Ingram has faint memories of the sound of his uncle’s voice as it came through the radio when he was a boy in Bowling Green, Ky.
“I was pretty small, but I can remember listening to him,” Ingram said.
With that, his fascination with the business was formed. He decided to follow in those footsteps and earned a broadcasting degree from Western Kentucky University.
He started with a part-time job, and his first full-time job was in news, which at least allowed him to pursue sports opportunities on his own time. He moved to Nashville 11 years ago and worked with WSM (95.5 FM and 650 AM) as well as WTN-97.7 FM before he moved to his current position.
For a time, right after college, he was the football play-by-play announcer for his old high school, and Beach was his statistician.
Ingram still considers one of the highlights of his professional career to be the night his color analyst was unavailable so Beach stepped in and the two worked together on-air.
Beach remains a resident of southern Kentucky and listens to Ingram as often as possible, whether over the airwaves or the Internet. These days, that can account for a significant chunk of a person’s week.
A voice of his own
In addition to his work on the morning talk show, Ingram is a sideline reporter for radio broadcasts of Vanderbilt football games, the play-by-play voice of Belmont men’s basketball and – this fall – the play-by-play voice for a local Thursday night high school football television package.
“All that stuff’s fun,” he said. “There’s a time commitment involved, but it’s not like it’s work. I’ve always wanted to do games, so that’s fine with me.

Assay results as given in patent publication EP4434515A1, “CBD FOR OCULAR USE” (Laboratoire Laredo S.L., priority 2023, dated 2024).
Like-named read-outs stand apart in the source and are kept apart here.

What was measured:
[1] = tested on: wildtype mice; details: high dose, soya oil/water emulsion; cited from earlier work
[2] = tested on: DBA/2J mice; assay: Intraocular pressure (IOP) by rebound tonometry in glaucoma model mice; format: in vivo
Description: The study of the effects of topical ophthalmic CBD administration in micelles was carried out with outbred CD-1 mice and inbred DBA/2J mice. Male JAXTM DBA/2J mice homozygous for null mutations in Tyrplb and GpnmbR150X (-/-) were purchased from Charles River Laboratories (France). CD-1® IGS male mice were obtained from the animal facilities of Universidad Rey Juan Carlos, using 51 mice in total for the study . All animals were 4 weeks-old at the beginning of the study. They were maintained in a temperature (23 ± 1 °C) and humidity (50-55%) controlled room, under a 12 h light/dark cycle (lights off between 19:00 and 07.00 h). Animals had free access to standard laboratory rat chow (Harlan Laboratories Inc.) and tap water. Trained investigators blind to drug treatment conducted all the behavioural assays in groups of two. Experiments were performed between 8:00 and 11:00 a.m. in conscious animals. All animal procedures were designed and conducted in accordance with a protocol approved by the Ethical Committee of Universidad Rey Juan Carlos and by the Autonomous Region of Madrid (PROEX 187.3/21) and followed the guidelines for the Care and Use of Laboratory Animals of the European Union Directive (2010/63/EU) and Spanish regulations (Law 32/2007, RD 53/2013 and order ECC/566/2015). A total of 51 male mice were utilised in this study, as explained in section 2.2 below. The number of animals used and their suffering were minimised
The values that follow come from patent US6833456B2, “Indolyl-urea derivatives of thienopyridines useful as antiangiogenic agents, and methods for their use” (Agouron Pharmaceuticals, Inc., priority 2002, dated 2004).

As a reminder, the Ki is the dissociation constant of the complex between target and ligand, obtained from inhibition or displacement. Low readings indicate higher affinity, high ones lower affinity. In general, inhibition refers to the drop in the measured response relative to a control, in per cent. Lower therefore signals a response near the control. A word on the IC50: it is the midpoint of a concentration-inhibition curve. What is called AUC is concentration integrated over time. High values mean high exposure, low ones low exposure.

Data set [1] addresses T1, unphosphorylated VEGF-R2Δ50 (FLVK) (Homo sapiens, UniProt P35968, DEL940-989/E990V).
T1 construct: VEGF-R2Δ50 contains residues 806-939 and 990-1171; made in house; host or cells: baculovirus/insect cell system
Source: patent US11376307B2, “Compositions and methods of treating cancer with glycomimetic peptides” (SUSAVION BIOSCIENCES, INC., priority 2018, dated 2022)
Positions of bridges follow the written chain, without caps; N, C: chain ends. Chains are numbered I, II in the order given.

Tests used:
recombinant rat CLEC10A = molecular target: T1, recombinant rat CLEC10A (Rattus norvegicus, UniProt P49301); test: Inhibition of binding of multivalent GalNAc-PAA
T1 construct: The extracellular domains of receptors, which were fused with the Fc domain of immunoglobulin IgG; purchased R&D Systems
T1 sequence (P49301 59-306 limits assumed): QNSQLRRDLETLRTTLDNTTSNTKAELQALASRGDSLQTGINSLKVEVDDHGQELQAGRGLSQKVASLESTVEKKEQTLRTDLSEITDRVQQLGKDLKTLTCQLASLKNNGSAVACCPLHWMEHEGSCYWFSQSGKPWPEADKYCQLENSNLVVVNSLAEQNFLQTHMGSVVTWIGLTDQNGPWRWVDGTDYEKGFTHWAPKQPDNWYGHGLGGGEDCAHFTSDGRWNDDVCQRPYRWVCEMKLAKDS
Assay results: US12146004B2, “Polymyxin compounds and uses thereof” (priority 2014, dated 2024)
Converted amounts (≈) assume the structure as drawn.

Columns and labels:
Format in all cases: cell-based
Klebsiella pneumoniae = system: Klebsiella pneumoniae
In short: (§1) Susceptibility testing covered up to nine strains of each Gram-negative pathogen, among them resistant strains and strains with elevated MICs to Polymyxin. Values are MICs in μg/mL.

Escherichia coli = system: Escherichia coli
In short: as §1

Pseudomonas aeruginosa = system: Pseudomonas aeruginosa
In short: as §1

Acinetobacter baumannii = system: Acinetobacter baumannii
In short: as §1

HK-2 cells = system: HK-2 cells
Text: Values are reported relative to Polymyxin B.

“The funny thing is when I was little, I really thought I wanted to do baseball but I never have done a lot of baseball. I’ve done a few Sounds games here and there (and) a couple college games. But I’ve done a lot more basketball and football.”
Even in those assignments, Ingram is prone to a bit of impersonation — albeit accidental.
He records all of his play-by-play work and then reviews the tapes during the offseason to identify areas in which he wants to or has improved. People have told him he sounds somewhat like Brennaman, and he can’t help but agree, particularly those times when he has called baseball games.
Unexpectedly, he also recognized Ledford’s influence when a national television network, as part of an NCAA basketball tournament preview, used some of his calls from Belmont’s near-upset of Duke in the first round of the 2007 tournament.
“The ones they played I thought, ‘I hope nobody thinks that sounded too much like him,’” Ingram said. “There [are] some guys who blatantly rip off other guys. I’d never want to be like that. To me, it’s OK to kind of give somebody a shout out so people know that’s who you like. But you want to kind of develop your own deal at the same time.”
Of course, part of Ingram’s deal is sounding like others.
It has created for him a unique place among the local broadcasting scene, sports or otherwise, and has given him the opportunity to have his own say on the issues of the day for four hours every morning.
“I think about that a lot — I don’t just want to be the guy who does the imitations,” he says. “That’s not really why I got into this to begin with. But if people like that, and that’s fun and that’s why they want to listen, I’m cool with that too.”